Summer Boat Dock Shootout
By Phillip Gentry
Among the variety of crappie fishing patterns that produce fish during the summer, shooting boat docks is probably one of the most fun. Just like humans, crappie yearn for relief from the hot summer sun and a wide boat dock provides an ideal, cool, habitat for fish to live in.
B’n’M Poles is one of the modern pioneers of dock shooting for crappie. Our pros got together to design the Sharp Shooter 6, a specially made dock shooting rod that combines a one piece blank is made of extra stiff 98% graphite that provides longer and more accurate “shooting” of jigs as small as 1/64.The micro tip eyelet reduces line wiggle. The handle is made of Portuguese cork and has a fixed reel seat and touch system to provide superior feel for the lightest of bites. Dyna Flo guides provide for for smooth line flow to get maximum distance from each shot. As a bonus the rod also has a hook keeper, for keeping things tidy when storing the rod.
Before heading out to shoot boat docks, the angler needs to understand that not all boat docks are created equal.
Boat docks come in two basic styles – floating docks and piers or pier docks. The big difference is a floating dock has little or no support structure attached to the bottom. A pier dock has vertical, and more often than not supplemental diagonal and horizontal supports, for stability. The two styles of docks fish differently.
“I really like a floating dock because there’s nothing under it to get hung up on,” said B’n’M pro staffer Scott Williams. “If the fish are under there, and you feel any kind of catch or tension on your line after you shoot the jig up under there, you’ll know pretty well it’s a fish. Pier docks are a little more aggravating because cross bars and vertical supports will snag your jig. The floating docks are a little easier to shoot just because they can be a little bit higher off the water sometimes.”
Williams also recommends at least 10 feet of water or more under a good summertime dock.
Learning how to load and shoot a dock shooting rod requires a practiced skillset. South Carolina B’n’M pro Rod Wall gives some advice on how to properly shoot a jig.
One secret to accuracy in using a shooting rod is to pay close attention to where your thumb is pointing.
“It takes a bit of practice,” said Wall. “You bend the rod over and hold the jig between your thumb and fore finger under the reel. Release the jig and simultaneously release the line, which sling shots the bait forward, parallel to the water, causing it to skip up under the boat or dock or whatever you’re shooting at.”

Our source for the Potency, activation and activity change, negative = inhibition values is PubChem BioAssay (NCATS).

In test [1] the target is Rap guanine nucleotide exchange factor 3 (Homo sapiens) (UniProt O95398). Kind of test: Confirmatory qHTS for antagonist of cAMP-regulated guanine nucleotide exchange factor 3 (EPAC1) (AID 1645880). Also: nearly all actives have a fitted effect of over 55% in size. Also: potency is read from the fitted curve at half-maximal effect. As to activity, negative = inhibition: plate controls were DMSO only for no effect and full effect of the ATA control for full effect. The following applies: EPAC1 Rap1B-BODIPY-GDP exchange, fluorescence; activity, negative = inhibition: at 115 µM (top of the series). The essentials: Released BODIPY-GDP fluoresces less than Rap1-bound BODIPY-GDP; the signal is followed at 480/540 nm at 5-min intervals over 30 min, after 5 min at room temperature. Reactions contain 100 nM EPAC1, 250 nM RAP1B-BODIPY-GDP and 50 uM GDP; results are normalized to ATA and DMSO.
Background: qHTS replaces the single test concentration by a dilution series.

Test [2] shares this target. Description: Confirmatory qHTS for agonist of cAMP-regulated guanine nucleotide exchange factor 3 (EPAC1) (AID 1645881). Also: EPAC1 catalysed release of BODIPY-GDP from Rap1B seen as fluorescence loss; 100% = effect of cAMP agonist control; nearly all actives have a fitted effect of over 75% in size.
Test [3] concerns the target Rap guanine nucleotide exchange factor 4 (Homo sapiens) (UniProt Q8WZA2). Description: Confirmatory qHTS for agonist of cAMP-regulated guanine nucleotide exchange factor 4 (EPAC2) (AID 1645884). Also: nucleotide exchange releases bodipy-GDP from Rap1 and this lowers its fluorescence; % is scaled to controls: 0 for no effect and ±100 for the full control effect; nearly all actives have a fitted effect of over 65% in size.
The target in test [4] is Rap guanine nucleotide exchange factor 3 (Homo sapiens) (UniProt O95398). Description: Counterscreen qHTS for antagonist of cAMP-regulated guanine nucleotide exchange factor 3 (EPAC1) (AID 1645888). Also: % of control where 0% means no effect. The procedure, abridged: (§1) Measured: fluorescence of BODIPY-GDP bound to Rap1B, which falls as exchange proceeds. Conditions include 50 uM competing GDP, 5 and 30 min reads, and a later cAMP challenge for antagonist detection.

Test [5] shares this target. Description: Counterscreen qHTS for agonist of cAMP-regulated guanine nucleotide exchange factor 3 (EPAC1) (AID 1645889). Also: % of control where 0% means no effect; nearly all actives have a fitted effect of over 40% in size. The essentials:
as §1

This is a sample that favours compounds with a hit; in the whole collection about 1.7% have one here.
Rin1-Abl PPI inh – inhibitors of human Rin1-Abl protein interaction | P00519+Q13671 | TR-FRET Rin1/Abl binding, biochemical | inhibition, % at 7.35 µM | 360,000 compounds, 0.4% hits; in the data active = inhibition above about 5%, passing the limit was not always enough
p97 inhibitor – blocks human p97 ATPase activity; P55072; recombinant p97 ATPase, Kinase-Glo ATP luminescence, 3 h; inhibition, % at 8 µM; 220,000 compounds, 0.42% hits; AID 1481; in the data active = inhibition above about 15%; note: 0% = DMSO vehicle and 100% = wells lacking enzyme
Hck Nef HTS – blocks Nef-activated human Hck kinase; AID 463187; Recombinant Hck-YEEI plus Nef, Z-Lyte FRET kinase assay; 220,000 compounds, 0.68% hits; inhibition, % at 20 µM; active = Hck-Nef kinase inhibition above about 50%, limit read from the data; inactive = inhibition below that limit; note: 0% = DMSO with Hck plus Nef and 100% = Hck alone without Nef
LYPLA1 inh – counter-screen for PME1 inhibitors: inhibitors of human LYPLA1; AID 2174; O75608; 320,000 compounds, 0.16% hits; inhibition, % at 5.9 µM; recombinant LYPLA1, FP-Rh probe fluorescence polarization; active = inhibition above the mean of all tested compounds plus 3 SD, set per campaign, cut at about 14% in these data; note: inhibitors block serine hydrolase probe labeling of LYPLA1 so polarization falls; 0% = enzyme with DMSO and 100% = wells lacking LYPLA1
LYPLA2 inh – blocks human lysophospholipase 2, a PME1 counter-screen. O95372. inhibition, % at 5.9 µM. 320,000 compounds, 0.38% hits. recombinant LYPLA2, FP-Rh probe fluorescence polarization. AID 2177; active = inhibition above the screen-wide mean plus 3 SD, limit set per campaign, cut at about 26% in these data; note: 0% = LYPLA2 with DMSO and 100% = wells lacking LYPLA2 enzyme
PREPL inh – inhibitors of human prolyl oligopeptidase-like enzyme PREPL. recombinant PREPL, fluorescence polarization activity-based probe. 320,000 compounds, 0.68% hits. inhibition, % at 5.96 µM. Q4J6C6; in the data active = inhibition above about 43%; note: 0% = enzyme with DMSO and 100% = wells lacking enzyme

Wall said the placement of the thumb on the handle of the rod is a big indicator of where the jig will end up.
“I lay my thumb out straight along the cork handle,” he said. “Where my thumb is pointing is where that jig is going. If it’s pointing up too high, that jig is doing to hit the dock or somewhere higher than the water. Too low and it’s going to fall short of the target.”
TV Show Host Russ Bailey said his catch rate skyrocketed once he dropped down to 4 pound test line.
Brushpile Fishing TV Show Host Russ Bailey has been shooting docks for many years and always used 6 pound test line. Just last year he made the jump to 4 pound test and was amazed at his results
“Dock shooting is all about seeing the bite,” he said. “If you wait till you feel it, you’ll miss a lot of fish so the 4 pound high vis Gamma line I started using this year made a big difference in seeing bites. It’s simply amazing how much more action the lighter line telegraphs.”
Bailey said he’s never had a problem spooking fish when using high vis line even in clear, shallow water.
“It’s just one of those little adjustments that I make in my crappie fishing the more I fish with guys and see what they’re doing and for me, the jump down to 4 pound was a big deal.”
Choosing the right boat dock and shooting a jig that mimics a falling baitfish will increase your success rates.
Choosing the right jig to tie on is another large piece of the puzzle. Crappie jigs come in all sizes, shapes and configurations. Basic aerodynamics dictates the need for a jig that will skip across the surface of the water once it has been shot. Ball or round head jigs are best suited for this need. The weight of the jig head, combined with the buoyancy of the body is also important.
“In the summer, crappie will move up and down with the sun, sometimes they will be right up under the dock and others they will be down almost on the bottom holding in structure and still others, they may just be suspended in the water column,” said Alabama crappie guide Brad Whitehead.
Action jigs are typically not a popular choice because the action of the jig occurs during the fall. Bodies that shimmy, wiggle, or otherwise move in place on a slow fall through the water column are usually the best all-round choice.
Wherever fishing takes you, B’n’M has been there. Check out our huge selection of crappie rods by visiting our website at bnmpoles.com.
Weiss Lake crappie guide Carlton Teague said fall is a great time to shoot docks for crappie.
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